(Le Monde) Irene Monasterolo : "It is becoming urgent for international finance to make its own revolution"

The economist Irene Monasterolo calls, in a column for Le Monde, to radically change the theoretical framework of the action of global financial institutions to include climate risk in investment strategies.

Written on 21 Nov 2022.

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Press review - Read the article published in Le Monde (in French) on 18 November by Irene Monasterolo, professor of climate finance at EDHEC Business School and director of the "Impact of Finance on Climate Change Mitigation and Adaptation" programme of the EDHEC-Risk Climate Impact Institute.


In an article published in French in Le Monde, Irene Monasterolo asks: "[...] Why is finance not flowing enough into mitigation and adaptation, in particular in emerging markets and developing economies? This is due to the uncertainty surrounding climate policies and the inconsistent signals sent to markets. No financial intervention, either public or private, can address climate change in the absence of credible economic and energy policies. Policy credibility is a key commitment device that makes investors’ expectations and risk assessment self-fulfilling, which in turn are key to reallocate capital into mitigation and adaptation."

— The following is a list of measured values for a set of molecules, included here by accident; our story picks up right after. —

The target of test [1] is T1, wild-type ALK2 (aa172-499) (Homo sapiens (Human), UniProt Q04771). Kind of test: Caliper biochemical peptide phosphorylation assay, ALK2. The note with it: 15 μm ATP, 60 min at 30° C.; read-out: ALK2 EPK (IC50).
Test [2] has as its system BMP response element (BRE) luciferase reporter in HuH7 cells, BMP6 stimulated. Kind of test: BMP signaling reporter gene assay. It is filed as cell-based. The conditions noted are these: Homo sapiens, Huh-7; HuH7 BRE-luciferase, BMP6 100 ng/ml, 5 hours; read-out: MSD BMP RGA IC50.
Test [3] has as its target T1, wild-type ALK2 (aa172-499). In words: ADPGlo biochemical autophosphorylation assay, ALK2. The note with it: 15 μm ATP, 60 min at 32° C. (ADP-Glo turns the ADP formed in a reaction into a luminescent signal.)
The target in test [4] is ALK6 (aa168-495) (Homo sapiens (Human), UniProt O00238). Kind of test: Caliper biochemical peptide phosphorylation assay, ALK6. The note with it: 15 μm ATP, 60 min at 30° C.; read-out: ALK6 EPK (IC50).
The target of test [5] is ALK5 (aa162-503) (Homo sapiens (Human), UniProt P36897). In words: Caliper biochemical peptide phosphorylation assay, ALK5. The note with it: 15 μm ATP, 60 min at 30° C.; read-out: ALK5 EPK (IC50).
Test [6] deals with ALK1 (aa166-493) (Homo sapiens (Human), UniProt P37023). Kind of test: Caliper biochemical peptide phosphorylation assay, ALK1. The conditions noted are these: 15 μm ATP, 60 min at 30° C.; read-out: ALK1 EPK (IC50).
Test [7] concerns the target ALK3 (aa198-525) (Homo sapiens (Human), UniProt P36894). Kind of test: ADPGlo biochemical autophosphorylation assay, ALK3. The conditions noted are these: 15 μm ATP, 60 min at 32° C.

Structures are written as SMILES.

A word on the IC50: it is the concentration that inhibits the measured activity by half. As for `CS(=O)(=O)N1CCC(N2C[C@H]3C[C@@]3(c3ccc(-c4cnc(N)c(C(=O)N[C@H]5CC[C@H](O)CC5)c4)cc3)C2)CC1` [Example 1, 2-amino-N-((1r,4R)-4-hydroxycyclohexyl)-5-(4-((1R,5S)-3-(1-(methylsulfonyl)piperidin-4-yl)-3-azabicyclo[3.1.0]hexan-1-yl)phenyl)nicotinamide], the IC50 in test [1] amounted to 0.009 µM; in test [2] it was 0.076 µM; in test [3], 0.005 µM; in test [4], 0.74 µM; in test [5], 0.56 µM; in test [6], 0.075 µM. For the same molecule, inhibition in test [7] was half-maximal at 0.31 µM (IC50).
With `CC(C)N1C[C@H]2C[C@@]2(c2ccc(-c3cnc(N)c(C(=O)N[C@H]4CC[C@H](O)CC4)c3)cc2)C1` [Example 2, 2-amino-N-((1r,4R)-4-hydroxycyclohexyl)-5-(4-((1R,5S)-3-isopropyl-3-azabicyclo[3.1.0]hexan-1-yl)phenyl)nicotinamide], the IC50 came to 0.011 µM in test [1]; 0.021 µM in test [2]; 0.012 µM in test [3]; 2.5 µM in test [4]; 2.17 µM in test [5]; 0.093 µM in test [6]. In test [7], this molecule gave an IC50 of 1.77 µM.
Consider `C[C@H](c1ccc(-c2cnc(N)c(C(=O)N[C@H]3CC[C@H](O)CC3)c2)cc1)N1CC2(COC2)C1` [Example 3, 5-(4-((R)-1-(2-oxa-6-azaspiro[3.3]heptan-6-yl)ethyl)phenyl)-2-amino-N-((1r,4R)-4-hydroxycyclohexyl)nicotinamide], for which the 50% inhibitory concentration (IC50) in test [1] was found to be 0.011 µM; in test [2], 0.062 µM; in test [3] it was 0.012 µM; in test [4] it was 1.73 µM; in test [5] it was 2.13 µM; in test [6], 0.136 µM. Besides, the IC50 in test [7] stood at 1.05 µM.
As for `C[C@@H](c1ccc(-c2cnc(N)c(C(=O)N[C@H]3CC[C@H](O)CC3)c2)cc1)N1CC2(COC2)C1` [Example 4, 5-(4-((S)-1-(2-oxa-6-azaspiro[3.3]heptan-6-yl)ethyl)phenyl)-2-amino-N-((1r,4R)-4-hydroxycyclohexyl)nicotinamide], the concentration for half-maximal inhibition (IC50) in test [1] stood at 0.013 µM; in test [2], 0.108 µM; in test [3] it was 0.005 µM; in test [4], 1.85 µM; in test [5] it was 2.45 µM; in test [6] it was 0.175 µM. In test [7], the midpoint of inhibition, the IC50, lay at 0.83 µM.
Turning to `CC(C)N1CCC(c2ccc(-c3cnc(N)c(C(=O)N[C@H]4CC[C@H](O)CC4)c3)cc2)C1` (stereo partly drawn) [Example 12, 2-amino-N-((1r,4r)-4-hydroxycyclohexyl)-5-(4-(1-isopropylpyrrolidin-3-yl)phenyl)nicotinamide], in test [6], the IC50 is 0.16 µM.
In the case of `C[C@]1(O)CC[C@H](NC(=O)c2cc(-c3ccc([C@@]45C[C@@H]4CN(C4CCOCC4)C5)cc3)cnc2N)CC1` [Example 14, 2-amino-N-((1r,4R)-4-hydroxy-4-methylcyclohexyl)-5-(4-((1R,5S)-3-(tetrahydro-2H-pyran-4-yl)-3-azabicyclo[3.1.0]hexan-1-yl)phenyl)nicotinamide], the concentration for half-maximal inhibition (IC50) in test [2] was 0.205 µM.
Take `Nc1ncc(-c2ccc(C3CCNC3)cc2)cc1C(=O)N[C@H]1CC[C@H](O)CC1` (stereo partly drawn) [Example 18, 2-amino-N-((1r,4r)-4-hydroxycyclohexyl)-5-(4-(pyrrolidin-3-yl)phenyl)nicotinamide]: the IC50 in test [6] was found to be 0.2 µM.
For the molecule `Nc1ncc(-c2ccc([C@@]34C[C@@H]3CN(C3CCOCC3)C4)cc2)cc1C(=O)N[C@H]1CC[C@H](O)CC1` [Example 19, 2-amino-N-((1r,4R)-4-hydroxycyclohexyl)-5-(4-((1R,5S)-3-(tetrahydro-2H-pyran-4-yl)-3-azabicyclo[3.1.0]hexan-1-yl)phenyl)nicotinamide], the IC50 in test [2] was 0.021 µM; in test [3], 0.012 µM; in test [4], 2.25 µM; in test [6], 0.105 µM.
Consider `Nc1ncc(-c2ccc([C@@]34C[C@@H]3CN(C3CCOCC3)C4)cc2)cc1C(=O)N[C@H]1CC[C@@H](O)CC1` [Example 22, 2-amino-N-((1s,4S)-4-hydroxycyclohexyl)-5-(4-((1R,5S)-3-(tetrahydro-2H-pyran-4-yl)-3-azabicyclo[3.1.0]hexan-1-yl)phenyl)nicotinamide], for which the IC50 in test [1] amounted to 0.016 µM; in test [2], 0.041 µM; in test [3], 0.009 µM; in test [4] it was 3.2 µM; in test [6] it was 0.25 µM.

"It is becoming urgent for international finance to make its own revolution"


To read this article, go directly on lemonde.fr

The question of the "Theory of Change" has been adressed by professor Irene Monasterolo in a paper published with the World Bank and entitled: "The Role of Green Financial Sector Initiatives in the Low-Carbon Transition : A Theory of Change", which discusses green finance sector initiative for decarbonization.

Green financial sector initiatives (GFSI) are expected to play a main role in climate mitigation. However, the conditions under which GFSI could enable the scaling up of green investments and the achievement of national climate mitigation objectives, while avoiding unintended effects on macroeconomic and financial stability, have still to be understood. Authors contribute to filling this gap by analyzing opportunities and challenges associated with the implementation of green financial sector initiatives. It also considers the specificities of green financial sector initiatives in emerging markets and developing economies, which are often characterized by budget constraints, debt sustainability concerns, and limited access to finance. The analysis focuses on green macroprudential policies, green monetary policies, and green public co-funding. 


Multilateral financial institutions have a key role to play to scale up climate finance in emerging markets and low-income countries, and yet they are not delivering at their full potential. A main reason stands in the limits of the approaches used to conceptualize and assess the macro-financial criticality of climate risks and cobenefits of climate action. A theory of change (ToC) is needed to inform effective climate finance for a just transition - and to inform the allocation of the loss and damage fund just signed at COP27. A good example is the ToC by the World Bank, says Professor Monasterolo.


To know more about Irene Monasterolo, follow this link